Jonathan Edwards Collection: Edwards, Jonathan - A Treatise Concerning Religious Affections: 14 - PART III(i)

Online Resource Library

Commentary Index | Return to | Download

Jonathan Edwards Collection: Edwards, Jonathan - A Treatise Concerning Religious Affections: 14 - PART III(i)

TOPIC: Edwards, Jonathan - A Treatise Concerning Religious Affections (Other Topics in this Collection)

Other Subjects in this Topic:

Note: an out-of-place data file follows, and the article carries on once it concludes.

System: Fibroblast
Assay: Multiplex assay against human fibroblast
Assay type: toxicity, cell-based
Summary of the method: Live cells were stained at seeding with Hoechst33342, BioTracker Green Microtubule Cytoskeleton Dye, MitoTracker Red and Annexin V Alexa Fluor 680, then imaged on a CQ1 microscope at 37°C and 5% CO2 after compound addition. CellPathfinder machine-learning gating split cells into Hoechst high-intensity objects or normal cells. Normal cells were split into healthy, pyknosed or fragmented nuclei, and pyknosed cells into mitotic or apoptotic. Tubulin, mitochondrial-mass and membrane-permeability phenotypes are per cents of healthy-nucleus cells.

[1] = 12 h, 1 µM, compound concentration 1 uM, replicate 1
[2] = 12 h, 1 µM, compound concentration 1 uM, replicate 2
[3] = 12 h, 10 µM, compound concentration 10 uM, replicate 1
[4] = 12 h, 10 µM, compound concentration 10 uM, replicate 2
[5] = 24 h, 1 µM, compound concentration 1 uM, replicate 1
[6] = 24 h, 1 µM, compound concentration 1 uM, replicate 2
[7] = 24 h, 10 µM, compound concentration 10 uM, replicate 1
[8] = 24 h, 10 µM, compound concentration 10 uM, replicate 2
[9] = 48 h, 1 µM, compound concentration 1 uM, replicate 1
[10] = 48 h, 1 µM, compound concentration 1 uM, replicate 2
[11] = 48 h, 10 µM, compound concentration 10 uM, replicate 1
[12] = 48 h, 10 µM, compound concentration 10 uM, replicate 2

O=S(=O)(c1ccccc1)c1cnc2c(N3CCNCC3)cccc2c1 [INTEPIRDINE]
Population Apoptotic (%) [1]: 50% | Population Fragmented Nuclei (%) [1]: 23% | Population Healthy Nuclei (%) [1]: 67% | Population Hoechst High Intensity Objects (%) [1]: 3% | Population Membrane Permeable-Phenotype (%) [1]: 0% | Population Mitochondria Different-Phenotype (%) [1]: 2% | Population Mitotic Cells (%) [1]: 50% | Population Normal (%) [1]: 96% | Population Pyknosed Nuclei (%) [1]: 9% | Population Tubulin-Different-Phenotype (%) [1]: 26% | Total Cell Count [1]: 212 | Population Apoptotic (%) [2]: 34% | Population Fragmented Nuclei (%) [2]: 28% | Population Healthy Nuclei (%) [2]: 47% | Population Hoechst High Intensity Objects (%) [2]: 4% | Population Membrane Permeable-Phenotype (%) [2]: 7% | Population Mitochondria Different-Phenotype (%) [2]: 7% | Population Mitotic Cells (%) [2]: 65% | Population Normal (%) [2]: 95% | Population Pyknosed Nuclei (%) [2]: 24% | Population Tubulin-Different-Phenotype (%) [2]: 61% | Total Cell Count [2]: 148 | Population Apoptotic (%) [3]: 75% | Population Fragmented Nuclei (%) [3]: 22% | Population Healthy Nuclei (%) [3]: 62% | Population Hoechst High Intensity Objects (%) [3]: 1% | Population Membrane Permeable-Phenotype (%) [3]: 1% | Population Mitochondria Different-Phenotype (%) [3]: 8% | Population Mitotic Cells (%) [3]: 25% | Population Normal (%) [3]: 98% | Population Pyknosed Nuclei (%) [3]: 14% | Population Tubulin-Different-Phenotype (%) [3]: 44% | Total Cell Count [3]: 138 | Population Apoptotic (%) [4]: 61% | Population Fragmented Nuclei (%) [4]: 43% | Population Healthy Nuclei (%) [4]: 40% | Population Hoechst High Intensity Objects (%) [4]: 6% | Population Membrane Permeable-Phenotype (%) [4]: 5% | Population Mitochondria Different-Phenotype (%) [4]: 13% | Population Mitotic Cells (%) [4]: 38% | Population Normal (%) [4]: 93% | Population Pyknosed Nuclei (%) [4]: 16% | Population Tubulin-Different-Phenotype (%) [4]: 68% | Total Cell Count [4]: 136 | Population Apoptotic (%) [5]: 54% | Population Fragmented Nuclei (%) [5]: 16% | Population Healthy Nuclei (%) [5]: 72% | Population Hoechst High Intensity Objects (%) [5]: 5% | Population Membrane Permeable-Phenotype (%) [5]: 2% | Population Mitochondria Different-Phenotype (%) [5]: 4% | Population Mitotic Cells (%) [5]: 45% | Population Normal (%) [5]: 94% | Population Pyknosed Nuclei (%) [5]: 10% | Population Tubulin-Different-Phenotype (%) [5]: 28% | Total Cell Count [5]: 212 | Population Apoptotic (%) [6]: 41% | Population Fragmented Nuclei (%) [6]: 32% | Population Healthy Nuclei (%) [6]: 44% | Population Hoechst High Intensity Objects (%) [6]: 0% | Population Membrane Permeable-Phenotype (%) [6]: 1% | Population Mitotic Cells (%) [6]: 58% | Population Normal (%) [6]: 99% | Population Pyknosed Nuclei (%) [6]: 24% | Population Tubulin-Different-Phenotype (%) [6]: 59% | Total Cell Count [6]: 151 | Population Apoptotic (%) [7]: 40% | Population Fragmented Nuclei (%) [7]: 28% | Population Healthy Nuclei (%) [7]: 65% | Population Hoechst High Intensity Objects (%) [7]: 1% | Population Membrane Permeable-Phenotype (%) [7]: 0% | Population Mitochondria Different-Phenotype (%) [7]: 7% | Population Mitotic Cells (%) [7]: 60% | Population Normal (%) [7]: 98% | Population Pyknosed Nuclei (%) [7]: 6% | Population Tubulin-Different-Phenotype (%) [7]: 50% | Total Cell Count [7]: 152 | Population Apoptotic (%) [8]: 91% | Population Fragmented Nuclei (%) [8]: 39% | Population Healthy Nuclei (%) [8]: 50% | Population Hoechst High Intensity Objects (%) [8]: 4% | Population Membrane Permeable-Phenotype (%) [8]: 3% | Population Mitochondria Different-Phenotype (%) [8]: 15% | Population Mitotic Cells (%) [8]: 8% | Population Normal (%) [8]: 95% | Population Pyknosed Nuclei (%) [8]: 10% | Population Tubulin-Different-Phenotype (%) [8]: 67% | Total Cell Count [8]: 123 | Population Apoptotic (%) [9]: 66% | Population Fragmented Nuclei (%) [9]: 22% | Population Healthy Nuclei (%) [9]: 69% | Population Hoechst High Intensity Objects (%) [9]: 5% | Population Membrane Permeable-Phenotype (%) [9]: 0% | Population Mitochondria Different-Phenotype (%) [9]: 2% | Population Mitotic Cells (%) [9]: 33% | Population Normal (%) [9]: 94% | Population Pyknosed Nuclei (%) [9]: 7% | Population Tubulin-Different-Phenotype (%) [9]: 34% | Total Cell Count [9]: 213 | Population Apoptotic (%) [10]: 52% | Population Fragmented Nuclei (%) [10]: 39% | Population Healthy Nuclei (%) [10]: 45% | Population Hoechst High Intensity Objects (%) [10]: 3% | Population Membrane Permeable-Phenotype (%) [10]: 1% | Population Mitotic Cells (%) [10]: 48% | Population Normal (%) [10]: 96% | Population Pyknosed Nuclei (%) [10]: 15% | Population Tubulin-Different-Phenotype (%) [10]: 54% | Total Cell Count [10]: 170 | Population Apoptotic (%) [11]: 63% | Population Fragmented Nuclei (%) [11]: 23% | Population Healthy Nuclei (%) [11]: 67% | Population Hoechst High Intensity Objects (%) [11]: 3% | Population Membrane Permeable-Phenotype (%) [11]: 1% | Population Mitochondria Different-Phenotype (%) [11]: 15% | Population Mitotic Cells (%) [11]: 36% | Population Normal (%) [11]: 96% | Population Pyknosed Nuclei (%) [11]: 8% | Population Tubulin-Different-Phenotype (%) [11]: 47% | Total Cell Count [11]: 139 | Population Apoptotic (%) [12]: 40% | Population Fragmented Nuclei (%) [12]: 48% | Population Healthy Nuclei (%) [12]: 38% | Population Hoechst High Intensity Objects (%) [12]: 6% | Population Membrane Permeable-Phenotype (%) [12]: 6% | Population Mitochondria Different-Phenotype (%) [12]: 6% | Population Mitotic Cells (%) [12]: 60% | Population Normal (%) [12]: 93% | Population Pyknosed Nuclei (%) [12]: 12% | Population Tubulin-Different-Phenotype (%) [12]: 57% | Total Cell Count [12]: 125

ARGUMENT III.-Another argument, that holy practice, in the sense which has been explained, is the highest kind of evidence of the truth of grace to the consciences of Christians, is, that in practice, grace, in Scripture style, is said to be made perfect, or to be finished. So the Apostle James says, Jam_2:22, "Seest thou how faith wrought with his works, and by works was faith made perfect" (or finished, as the word in the original properly signifies)?" So the love of God is said to be made perfect, or finished, in keeping his commandments. 1Jn_2:4-5, "He that saith, I know him, and keepeth not his commandments, is a liar, and the truth is not in him: but, whoso keepeth his word, in him verily is the love of God perfected." The commandment of Christ, which the apostle has especially respect to, when he here speaks of our keeping his commandments, is (as I observed before) that great commandment of his, which respects deeds of love to our brethren, as appears by the following verses. Again, the love of God is said to be perfected in the same sense, chapter 1Jn_4:12 : "If we love one another, God dwelleth in us, and his love is perfected in us." Here, doubtless, the apostle has still respect to loving one another, in the same manner that he had explained in the preceding chapter, speaking of loving one another, as a sign of the love of God, 1Jn_4:17-18 : "Whoso hath this world's goods, and shutteth up his bowels, &c., how dwelleth the love of God in him? My little children, let us not love in word, neither in tongue, but in deed (or in work) and in truth." By thus loving in work, the apostle says, "The love of God is perfected in us." Grace is said to be perfected or finished in holy practice, as therein it is brought to its proper effect, and to that exercise which is the end of the principle; the tendency and design of grace herein is reached, and its operation completed and crowned. As the tree is made perfect in the fruit; it is not perfected in the seed's being planted in the ground; it is not perfected in the first quickening of the seed, and in its putting forth root and sprout; nor is it perfected when it comes up out of the ground; nor is it perfected in bringing forth leaves; nor yet in putting forth blossoms: but, when it has brought forth good ripe fruit, when it is perfected, therein it reaches its end, the design of the tree is finished: all that belongs to the tree is completed and brought to its proper effect in the fruit. So is grace in its practical exercises. Grace is said to be made perfect or finished in its work or fruit, in the same manner as it is said of sin, Jam_1:15, "When lust hath conceived, it bringeth forth sin; and sin, when it is finished, bringeth forth death." Here are three steps; first, sin in its principle or habit, in the being of lust in the heart; and nextly, here is its conceiving, consisting in the immanent exercises of it in the mind; and lastly, here is the fruit that was conceived, actually brought forth in the wicked work and practice. And this the apostle calls the finishing or perfecting of sin: for the word, in the original, is the same that is translated perfected in those forementioned places.